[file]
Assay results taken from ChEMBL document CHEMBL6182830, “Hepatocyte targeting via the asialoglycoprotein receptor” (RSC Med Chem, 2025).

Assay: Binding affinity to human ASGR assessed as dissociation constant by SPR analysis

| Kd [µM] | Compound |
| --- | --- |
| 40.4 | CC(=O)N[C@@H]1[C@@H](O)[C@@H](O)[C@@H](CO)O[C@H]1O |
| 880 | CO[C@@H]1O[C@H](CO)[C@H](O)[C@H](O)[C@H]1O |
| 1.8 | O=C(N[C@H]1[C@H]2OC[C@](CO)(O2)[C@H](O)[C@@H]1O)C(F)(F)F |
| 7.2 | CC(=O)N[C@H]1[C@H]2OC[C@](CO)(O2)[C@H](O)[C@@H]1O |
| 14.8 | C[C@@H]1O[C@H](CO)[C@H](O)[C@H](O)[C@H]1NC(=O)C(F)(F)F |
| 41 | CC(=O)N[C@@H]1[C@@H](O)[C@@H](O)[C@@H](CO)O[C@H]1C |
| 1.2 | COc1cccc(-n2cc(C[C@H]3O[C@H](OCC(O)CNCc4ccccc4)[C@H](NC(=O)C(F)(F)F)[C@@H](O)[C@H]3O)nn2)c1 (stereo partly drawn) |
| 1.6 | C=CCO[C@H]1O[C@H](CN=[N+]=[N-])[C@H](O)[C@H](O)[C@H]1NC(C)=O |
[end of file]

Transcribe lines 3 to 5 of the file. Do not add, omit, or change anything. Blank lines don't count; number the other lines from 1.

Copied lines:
| Kd [µM] | Compound |
| --- | --- |
| 40.4 | CC(=O)N[C@@H]1[C@@H](O)[C@@H](O)[C@@H](CO)O[C@H]1O |